The Domino REST API are secure and standards-compliant, making them the right choice for your Notes and Domino ecosystem.
Much like the architectural keep that fortifies the castle, Project Domino REST API adds to the existing functionalities provided by Notes and Domino.
Domino REST API can run on your developer desktop, where you can evaluate it from your Notes client. Domino REST API is available on Windows (client & server), Linux (server), Docker (server) and macOS (client) as add-on for Notes and Domino 12.0.2 and later.
Domino REST API caters to Domino mail as well as Domino applications, irrespective of the difference in the way they work. While Domino mail allows one-to-one mapping between users and mail files (with only occasional exceptions), Domino applications allow multiple users to access the same application. Domino REST API looks beyond this difference and serves both Domino mail as well as Domino applications.
What applications does Domino REST API support?
Domino REST API is designed to work with:
- Desktop applications with direct access to the Domino server, written in any language (e.g. Java, C#, Rust, Electron, Jupyter, Python etc).
- Application-server-based applications (e.g. NodeJS, HCL DX , Spring, SpringBoot, Vaadin, Vert.x, Quarkus, PHP, Wordpress etc).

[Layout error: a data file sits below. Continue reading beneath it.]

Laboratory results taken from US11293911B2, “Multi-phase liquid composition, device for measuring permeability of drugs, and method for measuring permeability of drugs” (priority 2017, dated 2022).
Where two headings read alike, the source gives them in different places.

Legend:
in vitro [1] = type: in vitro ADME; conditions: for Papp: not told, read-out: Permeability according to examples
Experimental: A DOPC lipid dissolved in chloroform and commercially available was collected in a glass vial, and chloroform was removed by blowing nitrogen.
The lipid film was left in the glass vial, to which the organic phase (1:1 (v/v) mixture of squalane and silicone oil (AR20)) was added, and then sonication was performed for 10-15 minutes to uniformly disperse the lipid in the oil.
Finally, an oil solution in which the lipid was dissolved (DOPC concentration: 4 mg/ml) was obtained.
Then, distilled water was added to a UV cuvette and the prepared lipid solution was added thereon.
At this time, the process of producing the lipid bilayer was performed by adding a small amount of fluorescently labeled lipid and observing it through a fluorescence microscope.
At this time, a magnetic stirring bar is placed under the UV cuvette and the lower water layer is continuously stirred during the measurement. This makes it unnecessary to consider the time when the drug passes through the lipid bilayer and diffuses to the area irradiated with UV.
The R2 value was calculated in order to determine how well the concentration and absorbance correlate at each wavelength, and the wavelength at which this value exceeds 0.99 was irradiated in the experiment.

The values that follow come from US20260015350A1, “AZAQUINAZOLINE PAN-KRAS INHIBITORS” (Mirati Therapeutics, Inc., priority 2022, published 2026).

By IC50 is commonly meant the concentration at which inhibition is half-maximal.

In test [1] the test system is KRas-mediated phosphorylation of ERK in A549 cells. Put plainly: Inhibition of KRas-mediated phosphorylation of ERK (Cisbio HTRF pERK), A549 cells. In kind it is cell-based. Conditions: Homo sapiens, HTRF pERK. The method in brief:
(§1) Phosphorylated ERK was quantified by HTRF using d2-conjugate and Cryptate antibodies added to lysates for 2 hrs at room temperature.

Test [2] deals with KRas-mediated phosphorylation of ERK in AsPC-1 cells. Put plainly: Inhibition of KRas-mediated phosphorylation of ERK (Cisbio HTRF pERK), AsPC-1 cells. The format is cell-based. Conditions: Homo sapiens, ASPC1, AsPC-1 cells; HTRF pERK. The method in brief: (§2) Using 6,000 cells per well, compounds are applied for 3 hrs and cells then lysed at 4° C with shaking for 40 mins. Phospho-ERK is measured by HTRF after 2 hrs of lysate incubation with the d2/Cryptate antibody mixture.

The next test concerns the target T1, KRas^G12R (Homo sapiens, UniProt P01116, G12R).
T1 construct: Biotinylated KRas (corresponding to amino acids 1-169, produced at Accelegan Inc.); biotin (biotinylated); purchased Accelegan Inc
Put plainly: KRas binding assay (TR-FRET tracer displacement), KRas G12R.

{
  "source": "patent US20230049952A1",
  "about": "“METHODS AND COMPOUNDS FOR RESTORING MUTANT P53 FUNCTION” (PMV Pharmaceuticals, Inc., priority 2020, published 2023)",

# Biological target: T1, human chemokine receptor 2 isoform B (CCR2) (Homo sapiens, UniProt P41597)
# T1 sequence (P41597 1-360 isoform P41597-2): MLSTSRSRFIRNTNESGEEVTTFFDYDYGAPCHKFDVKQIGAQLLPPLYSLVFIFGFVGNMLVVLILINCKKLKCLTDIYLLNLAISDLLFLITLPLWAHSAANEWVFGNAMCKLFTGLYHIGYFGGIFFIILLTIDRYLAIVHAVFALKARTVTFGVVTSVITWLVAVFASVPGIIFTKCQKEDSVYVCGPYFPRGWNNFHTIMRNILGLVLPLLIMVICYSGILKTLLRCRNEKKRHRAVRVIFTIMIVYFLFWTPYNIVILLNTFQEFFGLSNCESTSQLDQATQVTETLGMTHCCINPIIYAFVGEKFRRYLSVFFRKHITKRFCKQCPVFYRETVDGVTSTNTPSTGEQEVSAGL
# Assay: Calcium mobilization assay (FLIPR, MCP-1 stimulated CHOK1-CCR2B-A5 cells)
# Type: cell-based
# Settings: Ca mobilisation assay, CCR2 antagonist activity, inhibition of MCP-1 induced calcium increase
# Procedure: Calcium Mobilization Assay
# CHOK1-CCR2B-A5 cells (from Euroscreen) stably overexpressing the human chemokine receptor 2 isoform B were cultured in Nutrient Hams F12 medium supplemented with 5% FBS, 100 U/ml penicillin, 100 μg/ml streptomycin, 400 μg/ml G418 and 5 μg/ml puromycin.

- Command Line Interfaces (CLI), starting with but not limited to curl.
- OData aware applications (e.g. SAP, Salesforce, Microsoft Excel, Tableau etc).
- LowCode environments like HCL Volt MX, NodeRED or others.
Domino REST API is secure
Domino REST API is secure by default since it inherits all the security features of Notes and Domino. All access to the database is authenticated using JSON Web Token (JWT) and Scopes. Identity can be provided using Domino credentials and/or your Enterprise IdP (Identity Provider) like Keycloak or Active Directory. The databases or forms and views that can be accessed are explicitly listed. Security extends to a field level read/write control by The Barbican.
Modern Java API (Java 8++)
Project Domino REST API uses redesigned Java APIs named Domino JNX (Domino Java Next), which follow industry standards and best practices.
Public API based on OpenAPI 3.0
We follow the API first design with full interactive documentation. Our public APIs follow the standards set by OpenAPI 3.0. The OpenAPI specifications you see in Swagger/Redoc on the server are used dynamically by Domino REST API to validate requests, so you know they are up-to-date.
Domino REST API has an extensible architecture that allows it to serve multiple API versions from a Domino server. We currently support admin, core, CI/CD and PIM APIs but Domino REST API can be extended to add more APIs.
Web GUI for Schema, Scope and App management
We provide a Web UI that facilitates managing schemas, scopes and applications.
Design, admin and data
Along with the application design and admin features, Domino REST API allows CRUD operations on documents, retrieval of collections (aka views and folders), execution of queries and submission of access control, design and code, while maintaining and extending Domino’s security model.